Background: The CDC Core Elements of Antibiotic Stewardship recommend that patients initiated on broad-spectrum antibiotics (BSA) undergo antibiotic de-escalation within 48-72 hours based on available culture data. However, adherence with this recommendation in patients with sepsis has not been well studied. We assessed the incidence of, and characteristics associated with, anti-methicillin resistant staphylococcus aureus (MRSA) and anti-pseudomonas aeruginosa (PSA) antibiotic de-escalation among patients with community-onset sepsis and negative microbiological data across 69 hospitals participating in the Michigan Hospital Medicine Safety Consortium’s sepsis initiative (HMS-Sepsis).

Methods: The HMS-Sepsis registry includes hospitalized patients meeting the CDC surveillance criteria for community-onset sepsis. Patient data, including microbiology results and antibiotic treatment, are entered into the registry by trained, professional abstractors. In this study, we included patients in the HMS-Sepsis registry (discharged 11/8/2020-7/15/2023) who were treated with anti-MRSA or anti-PSA antibiotics on hospital days 1 or 2 and whose laboratory and body fluid culture data through hospital day 3 did not indicate ongoing need for corresponding BSA. De-escalation was defined as discontinuation of anti-MRSA or anti-PSA antibiotics by hospital day 4. Patients remaining on BSA on day 4 were considered a failure to de-escalate. We compared characteristics of patients with vs. without de-escalation and assessed variation in de-escalation across hospitals. We used chi-squared and t-tests for categorical and continuous variables, respectively.

Results: Of 18,169 patients in the HMS-Sepsis registry, 6,887 (37.9%) patients were treated with anti-MRSA and 7,490 (41.2%) were treated with anti-PSA antibiotics and had negative culture data. Of these, 4,695/6,887 (68.2%) with anti-MRSA and 3,298/7,490 (44.0%) with anti-PSA coverage had their antibiotics de-escalated. BSA de-escalation varied by hospital (mean de-escalation of anti-MRSA: 67.8% [range: 37.3-87.5%]; mean de-escalation of anti-PSA: 43.8% [range: 9.7-74.2%], Figure 1). Patients with de-escalation had fewer antibiotic days (empiric anti-MRSA group: median 6.0 [4.0-9.9] vs 7.0 [5.0-10.0], p< 0.01; empiric anti-PSA group 5.0 [3.0-8.0] vs 7.0 [5.0-9.0], p< 0.01) and fewer BSA days (2.0 [1.0-2.0] vs 4.0 [4.0-6.0], p< 0.01; 2.0 [1.0-3.0] vs 6.0 [4.0-7.0], p< 0.01, respectively). De-escalation of anti-MRSA therapy was associated with de-escalation of anti-PSA therapy (and vice versa; Table 1). De-escalation of anti-MRSI occurred in 1,497/2,105 (71.1%) patients admitted to intensive care versus in 1,144/1,664 (68.8%) patients admitted to general care (p=0.12). Meanwhile, de-escalation of anti-PSA occurred in 926/2,195 (42.2%) patients admitted to intensive care versus 859/1,856 (46.3%) admitted to general care (p< 0.01). Unadjusted length of stay was shorter for de-escalated patients (anti-MRSA: median 6.0 [4.0-10.0] vs 8.0 [5.0-12.0) days, p< 0.01; anti-PSA: median 5.0 [3.0-9.0] vs 8.0 [5.0-12.0], p< 0.01).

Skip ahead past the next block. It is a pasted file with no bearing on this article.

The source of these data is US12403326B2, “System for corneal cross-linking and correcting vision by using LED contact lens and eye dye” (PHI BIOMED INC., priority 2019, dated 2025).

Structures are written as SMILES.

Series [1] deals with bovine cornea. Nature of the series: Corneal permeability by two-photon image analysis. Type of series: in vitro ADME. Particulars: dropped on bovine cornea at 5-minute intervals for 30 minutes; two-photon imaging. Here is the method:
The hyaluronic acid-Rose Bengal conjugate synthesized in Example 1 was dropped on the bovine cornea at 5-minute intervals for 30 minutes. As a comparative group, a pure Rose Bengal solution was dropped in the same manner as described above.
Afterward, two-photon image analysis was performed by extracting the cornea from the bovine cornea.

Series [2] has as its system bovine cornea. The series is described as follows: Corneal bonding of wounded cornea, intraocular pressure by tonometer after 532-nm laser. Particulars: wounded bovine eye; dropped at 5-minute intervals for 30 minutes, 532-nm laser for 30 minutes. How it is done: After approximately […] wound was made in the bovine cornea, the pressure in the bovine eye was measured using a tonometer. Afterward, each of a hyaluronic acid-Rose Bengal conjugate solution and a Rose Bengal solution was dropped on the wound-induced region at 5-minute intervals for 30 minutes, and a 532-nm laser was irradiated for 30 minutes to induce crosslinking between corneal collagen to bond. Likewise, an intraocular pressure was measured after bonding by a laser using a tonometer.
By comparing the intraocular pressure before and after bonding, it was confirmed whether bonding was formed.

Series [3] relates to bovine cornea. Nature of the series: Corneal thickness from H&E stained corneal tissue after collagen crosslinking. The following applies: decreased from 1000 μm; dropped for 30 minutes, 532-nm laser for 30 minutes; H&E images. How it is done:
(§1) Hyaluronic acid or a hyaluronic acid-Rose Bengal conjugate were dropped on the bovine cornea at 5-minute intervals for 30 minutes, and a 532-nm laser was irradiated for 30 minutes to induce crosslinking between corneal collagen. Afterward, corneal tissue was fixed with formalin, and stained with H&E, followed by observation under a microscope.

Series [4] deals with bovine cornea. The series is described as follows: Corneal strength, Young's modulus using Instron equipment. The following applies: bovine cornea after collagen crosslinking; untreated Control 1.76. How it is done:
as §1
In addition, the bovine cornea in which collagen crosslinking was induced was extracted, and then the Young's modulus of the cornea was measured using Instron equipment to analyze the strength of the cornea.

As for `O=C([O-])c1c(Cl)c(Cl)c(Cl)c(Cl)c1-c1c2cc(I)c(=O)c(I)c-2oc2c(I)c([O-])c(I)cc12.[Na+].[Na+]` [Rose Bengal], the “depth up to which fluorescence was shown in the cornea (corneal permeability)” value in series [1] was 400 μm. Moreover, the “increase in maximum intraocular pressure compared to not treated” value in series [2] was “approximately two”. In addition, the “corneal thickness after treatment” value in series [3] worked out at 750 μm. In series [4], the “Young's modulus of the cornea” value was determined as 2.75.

Conclusions: De-escalation of anti-MRSA and anti-PSA antibiotics occurs in approximately two-thirds and two-fifths of eligible patients with community-onset sepsis, respectively. There is wide variation across hospitals in rates of de-escalation, suggesting an opportunity for practice improvement.

IMAGE 1: Figure 1: Proportion of Patients with Broad-Spectrum Antibiotic De-escalation by Hospital Day 4 by Michigan Hospital Medicine Safety Consortium Hospital

IMAGE 2: Characteristics of Hospitalized Patients